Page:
Creating and sharing knowledge for telecommunications

INTELE 2019: A one-week journey through the world of telecommunications

on 10-07-2019

... As in previous years, IT welcomed a group of students from the 10th to the 12th grade to present and capture the interest of these young minds for telecommunications. Organised, as always, within the program “Ciência Viva no Laboratório - Ocupação Científica de Jovens nas Férias”, this was the 8th edition of the traineeship INTELE – Introduction to Telecommunications.

During this 30 hours course, that was hosted by IT and Instituto Superior Técnico, between 1 – 5 June, trainees contacted and learned about topics such as electromagnetic waves, optical communications, wireless energy, telecommunications modulation and more. “The teachers were always available to clarify us and were constantly making questions. Indirectly, they gave me a lot of ideas for new projects”, said one of the students. There were also many practical activities like the assembling of "kits" for FM broadcast receivers and optical communications, which has been in previous editions, and continues to be, a big favourite among the participants. The visits to the Farady Museum and the anechoic chamber also roused their curiosity. The young group also attended a talk by Dr. James Garvin, Chief Scientist of NASA, entitled “Explore Moon to Mars”.

Tiago Morgado wins the PIERS 2019 Young Scientist Award

on 02-07-2019

... Tiago Morgado, from IT in Coimbra, won the Young Scientist Award (YSA) in the Photonics & Electromagnetics Research Symposium (PIERS 2019), held in Rome from 17 - 20 June 2019. This award is given to young scientists under 40 years with a distinguished work in a field of photonics and/or electromagnetism. Tiago Morgado was chosen among several candidates in the field of Metamaterials, Plasmonics and Complex Media with the research work entitled “Drift-induced Nonreciprocal Graphene Plasmonics”. In this research work, it is proposed a new route to break Lorentz reciprocity and achieve unidirectional propagation of light at the nanoscale.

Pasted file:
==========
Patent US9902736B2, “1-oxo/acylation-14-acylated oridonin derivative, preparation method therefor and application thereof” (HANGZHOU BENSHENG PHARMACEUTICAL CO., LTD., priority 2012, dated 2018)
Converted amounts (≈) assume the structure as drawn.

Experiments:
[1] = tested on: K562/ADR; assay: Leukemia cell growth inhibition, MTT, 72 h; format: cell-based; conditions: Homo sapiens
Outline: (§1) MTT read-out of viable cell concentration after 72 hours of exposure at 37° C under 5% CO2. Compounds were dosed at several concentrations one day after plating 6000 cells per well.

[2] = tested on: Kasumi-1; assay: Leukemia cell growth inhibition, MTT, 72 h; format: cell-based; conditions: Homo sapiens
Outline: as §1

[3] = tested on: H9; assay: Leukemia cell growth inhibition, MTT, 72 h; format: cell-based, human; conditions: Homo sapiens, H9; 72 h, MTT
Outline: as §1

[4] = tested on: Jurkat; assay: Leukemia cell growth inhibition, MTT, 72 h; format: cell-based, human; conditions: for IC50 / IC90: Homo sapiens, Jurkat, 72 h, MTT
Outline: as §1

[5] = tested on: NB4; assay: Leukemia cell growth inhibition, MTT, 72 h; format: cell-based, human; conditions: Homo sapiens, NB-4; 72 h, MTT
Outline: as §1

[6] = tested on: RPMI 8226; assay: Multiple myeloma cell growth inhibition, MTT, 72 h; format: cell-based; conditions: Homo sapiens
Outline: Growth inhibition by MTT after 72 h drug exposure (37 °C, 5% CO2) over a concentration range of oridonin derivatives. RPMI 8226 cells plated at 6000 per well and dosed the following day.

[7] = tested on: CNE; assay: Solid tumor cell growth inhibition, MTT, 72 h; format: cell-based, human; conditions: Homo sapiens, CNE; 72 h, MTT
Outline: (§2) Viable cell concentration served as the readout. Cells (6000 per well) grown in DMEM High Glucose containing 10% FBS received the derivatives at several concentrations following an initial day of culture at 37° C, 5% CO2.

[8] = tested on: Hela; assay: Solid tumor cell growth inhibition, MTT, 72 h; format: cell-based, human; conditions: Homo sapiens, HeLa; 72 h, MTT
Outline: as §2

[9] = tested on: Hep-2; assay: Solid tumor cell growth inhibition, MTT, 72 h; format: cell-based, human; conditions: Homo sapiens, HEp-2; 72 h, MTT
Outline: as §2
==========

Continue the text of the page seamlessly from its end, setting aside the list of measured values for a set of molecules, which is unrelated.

Light propagation in conventional photonic platforms is constrained by the Lorentz reciprocity law. This fundamental principle imposes that the level of light transmission is the same for symmetric propagation directions. Thereby, reciprocal photonic systems are intrinsically bidirectional.

Breaking Lorentz reciprocity and achieve one-way light flows typically requires using ferrimagnetic materials biased by a static magnetic field. However, these solutions are far from being satisfactory, as the required biasing circuits are bulky and challenging to incorporate in highly-integrated photonic systems. Due to this, there has been a great deal of interest in developing magnetless nonreciprocal solutions that can be straightforwardly integrated in nanophotonic systems.

“We have recently proposed a novel paradigm to achieve magnetic-free nonreciprocal light propagation at the nanoscale. Inspired by the nonreciprocal responses provided by moving media, we have theoretically demonstrated that a drift-current biasing of a graphene sheet may mimic a translational motion and may lead to broadband tunable regimes of unidirectional propagation of light. For sufficiently strong drift currents, the plasmon waves supported by the graphene sheet are dragged by the drifting electrons so that they can only propagate along the direction of the drift current, even when there are obstacles placed along the propagation path. Therefore, the drift-induced unidirectional graphene plasmons are strongly immune to backscattering”, explains Tiago Morgado. “Moreover, we have demonstrated that the drift-current biasing may give rise to regimes of optical gain wherein the graphene plasmons are pumped by the drifting electrons. By taking advantage of this gain effect, it is possible to have lossless propagation or even amplification of the plasmon waves in nanostructures formed by a drift-current biased graphene sheet coupled to a resonant slab (e.g., a SiC substrate)”, Tiago Morgado concludes.

These findings open new inroads in nonreciprocal and active nanophotonics and offer exciting opportunities to control the flow of light at the nanoscale.